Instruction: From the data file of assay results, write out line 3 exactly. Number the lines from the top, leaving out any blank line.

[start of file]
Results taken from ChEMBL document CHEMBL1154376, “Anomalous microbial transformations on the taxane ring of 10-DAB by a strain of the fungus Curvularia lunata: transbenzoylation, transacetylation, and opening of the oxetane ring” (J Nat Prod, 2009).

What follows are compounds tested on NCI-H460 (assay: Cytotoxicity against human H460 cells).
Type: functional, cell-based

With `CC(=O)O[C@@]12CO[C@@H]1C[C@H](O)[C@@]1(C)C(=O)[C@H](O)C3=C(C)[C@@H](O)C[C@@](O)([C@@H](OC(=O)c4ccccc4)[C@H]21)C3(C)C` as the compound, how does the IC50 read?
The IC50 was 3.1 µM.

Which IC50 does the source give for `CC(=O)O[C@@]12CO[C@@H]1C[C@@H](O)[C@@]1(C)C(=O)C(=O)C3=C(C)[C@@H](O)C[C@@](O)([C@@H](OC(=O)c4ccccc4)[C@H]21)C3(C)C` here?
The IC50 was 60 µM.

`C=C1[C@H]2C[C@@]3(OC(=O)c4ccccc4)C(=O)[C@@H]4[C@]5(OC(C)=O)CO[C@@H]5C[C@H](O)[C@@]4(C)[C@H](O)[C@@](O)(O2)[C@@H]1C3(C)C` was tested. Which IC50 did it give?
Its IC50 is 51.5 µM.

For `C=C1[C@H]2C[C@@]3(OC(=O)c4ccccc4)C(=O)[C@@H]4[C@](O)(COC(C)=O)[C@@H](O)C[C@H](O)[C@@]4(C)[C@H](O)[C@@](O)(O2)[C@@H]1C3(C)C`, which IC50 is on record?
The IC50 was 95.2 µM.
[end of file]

Type: functional, cell-based